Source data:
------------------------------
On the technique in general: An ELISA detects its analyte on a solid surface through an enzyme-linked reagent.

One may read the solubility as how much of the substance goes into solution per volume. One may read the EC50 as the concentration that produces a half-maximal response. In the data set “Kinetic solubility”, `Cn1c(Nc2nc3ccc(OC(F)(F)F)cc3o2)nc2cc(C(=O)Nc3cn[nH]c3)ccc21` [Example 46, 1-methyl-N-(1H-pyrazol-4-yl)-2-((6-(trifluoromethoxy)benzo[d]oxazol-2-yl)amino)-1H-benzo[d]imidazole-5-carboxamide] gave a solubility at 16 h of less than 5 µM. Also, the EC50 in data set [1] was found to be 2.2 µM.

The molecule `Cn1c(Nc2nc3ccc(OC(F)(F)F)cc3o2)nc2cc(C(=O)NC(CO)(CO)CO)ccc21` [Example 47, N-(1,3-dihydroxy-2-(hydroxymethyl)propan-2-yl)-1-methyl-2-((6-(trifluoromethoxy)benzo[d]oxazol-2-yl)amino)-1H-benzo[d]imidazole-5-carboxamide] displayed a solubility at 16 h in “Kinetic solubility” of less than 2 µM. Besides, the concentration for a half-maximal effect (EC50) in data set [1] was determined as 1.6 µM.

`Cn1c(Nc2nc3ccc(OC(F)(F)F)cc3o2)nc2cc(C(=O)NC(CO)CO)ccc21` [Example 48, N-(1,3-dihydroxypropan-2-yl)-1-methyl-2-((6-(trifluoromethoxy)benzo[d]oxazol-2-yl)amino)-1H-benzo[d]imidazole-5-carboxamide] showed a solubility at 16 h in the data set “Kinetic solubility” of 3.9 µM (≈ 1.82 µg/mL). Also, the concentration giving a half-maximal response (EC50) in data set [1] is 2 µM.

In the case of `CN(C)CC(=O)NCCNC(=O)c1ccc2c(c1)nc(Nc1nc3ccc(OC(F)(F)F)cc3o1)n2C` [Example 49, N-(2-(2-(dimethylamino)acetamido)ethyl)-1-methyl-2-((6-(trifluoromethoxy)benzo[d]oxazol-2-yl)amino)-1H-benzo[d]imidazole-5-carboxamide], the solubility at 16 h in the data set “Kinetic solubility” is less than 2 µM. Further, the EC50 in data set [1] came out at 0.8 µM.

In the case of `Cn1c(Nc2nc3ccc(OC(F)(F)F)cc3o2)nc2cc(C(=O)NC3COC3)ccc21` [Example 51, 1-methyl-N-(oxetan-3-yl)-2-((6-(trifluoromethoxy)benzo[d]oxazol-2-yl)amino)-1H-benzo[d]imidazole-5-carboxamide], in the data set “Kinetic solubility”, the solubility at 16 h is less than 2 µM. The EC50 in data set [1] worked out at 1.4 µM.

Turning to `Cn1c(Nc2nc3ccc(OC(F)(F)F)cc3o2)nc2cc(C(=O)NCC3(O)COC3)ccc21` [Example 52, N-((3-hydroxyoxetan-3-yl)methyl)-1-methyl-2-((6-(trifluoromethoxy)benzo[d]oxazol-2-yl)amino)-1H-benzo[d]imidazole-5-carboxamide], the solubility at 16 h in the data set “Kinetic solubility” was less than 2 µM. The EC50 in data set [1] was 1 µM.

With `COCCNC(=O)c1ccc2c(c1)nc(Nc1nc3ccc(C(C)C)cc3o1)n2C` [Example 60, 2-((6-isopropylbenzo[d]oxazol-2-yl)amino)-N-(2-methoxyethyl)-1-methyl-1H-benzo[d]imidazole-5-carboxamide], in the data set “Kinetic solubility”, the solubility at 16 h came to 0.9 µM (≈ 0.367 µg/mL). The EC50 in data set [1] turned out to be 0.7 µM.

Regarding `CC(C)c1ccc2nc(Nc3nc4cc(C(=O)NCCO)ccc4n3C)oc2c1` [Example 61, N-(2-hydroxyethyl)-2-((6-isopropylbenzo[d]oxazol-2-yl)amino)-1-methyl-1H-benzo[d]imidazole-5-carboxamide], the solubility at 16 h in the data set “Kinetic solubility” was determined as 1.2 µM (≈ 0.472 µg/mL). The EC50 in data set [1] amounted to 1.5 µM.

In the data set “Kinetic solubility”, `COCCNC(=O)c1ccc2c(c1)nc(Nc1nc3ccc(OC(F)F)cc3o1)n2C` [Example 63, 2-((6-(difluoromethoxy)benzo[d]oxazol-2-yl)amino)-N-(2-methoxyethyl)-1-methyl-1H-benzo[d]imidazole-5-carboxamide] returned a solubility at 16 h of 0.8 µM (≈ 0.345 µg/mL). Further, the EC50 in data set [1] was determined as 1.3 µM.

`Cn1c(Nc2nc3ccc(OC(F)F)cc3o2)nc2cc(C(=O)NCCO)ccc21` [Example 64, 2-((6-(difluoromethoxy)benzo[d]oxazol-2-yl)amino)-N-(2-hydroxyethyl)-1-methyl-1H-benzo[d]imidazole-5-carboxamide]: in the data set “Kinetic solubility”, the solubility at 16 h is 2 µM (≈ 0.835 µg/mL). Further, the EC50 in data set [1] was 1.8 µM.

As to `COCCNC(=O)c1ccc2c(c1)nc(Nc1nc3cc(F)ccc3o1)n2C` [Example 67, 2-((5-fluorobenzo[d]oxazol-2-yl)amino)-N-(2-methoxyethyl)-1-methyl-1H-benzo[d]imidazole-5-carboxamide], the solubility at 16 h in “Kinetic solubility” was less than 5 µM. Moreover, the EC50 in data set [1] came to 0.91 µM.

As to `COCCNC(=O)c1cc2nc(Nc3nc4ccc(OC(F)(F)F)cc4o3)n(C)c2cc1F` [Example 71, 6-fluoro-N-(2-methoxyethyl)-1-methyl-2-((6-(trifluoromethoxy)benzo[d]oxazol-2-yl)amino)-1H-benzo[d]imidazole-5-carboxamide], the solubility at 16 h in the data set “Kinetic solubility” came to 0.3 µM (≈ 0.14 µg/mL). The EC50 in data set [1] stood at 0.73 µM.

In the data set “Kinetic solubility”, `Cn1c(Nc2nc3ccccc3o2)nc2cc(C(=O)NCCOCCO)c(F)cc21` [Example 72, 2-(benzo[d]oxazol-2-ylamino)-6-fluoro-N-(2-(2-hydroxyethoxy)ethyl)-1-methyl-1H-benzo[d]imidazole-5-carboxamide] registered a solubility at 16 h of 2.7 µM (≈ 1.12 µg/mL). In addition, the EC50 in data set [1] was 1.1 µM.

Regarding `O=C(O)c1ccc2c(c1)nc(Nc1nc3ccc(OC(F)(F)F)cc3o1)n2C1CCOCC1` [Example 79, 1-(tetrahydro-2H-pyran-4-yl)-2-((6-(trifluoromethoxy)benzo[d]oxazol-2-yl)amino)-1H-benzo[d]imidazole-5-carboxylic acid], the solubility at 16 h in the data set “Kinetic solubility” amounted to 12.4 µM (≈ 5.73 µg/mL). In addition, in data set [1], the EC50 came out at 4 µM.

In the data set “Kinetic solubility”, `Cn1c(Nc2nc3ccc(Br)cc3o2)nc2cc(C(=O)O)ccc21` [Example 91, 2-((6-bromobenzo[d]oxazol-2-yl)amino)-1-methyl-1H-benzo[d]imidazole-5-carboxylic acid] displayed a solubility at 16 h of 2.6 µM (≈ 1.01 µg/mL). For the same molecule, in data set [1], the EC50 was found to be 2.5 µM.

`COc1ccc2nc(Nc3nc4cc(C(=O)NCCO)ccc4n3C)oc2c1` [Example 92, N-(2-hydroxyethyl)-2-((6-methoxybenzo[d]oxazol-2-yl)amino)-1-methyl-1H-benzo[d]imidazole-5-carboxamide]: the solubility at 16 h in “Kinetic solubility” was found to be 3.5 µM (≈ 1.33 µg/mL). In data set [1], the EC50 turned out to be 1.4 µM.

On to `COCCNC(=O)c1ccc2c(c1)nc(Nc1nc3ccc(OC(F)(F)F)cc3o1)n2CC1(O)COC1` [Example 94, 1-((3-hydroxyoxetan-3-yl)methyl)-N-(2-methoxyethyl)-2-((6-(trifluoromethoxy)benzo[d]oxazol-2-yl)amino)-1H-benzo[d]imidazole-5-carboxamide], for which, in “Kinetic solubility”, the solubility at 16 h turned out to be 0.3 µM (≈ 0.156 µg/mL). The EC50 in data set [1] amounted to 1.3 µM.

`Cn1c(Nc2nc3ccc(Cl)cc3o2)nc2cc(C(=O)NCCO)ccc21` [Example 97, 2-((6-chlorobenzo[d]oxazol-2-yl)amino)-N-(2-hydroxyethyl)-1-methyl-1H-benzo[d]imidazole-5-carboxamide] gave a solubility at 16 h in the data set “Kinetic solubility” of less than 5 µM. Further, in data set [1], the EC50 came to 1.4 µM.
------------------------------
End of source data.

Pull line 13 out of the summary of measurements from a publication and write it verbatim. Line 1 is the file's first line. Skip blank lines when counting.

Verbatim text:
As to `COCCNC(=O)c1cc2nc(Nc3nc4ccc(OC(F)(F)F)cc4o3)n(C)c2cc1F` [Example 71, 6-fluoro-N-(2-methoxyethyl)-1-methyl-2-((6-(trifluoromethoxy)benzo[d]oxazol-2-yl)amino)-1H-benzo[d]imidazole-5-carboxamide], the solubility at 16 h in the data set “Kinetic solubility” came to 0.3 µM (≈ 0.14 µg/mL). The EC50 in data set [1] stood at 0.73 µM.